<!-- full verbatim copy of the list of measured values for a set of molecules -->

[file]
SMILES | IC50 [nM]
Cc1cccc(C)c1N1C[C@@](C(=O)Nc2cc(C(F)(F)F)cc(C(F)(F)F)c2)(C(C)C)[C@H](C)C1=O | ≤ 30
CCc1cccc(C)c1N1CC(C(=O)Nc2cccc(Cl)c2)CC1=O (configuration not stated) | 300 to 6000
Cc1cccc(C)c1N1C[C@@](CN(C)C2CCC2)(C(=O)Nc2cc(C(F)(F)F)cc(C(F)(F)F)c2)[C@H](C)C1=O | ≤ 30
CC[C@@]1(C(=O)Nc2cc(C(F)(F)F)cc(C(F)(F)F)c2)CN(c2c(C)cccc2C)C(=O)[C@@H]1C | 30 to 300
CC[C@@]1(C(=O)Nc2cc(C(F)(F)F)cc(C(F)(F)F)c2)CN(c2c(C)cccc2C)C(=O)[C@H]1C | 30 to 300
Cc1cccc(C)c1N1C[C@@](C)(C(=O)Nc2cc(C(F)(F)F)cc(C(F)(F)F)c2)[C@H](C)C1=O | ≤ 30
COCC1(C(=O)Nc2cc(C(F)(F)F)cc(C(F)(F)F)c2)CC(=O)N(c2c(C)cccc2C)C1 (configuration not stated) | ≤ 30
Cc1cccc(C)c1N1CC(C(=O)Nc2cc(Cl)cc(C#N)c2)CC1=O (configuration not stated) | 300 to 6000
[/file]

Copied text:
SMILES | IC50 [nM]
Cc1cccc(C)c1N1C[C@@](C(=O)Nc2cc(C(F)(F)F)cc(C(F)(F)F)c2)(C(C)C)[C@H](C)C1=O | ≤ 30
CCc1cccc(C)c1N1CC(C(=O)Nc2cccc(Cl)c2)CC1=O (configuration not stated) | 300 to 6000
Cc1cccc(C)c1N1C[C@@](CN(C)C2CCC2)(C(=O)Nc2cc(C(F)(F)F)cc(C(F)(F)F)c2)[C@H](C)C1=O | ≤ 30
CC[C@@]1(C(=O)Nc2cc(C(F)(F)F)cc(C(F)(F)F)c2)CN(c2c(C)cccc2C)C(=O)[C@@H]1C | 30 to 300
CC[C@@]1(C(=O)Nc2cc(C(F)(F)F)cc(C(F)(F)F)c2)CN(c2c(C)cccc2C)C(=O)[C@H]1C | 30 to 300
Cc1cccc(C)c1N1C[C@@](C)(C(=O)Nc2cc(C(F)(F)F)cc(C(F)(F)F)c2)[C@H](C)C1=O | ≤ 30
COCC1(C(=O)Nc2cc(C(F)(F)F)cc(C(F)(F)F)c2)CC(=O)N(c2c(C)cccc2C)C1 (configuration not stated) | ≤ 30
Cc1cccc(C)c1N1CC(C(=O)Nc2cc(Cl)cc(C#N)c2)CC1=O (configuration not stated) | 300 to 6000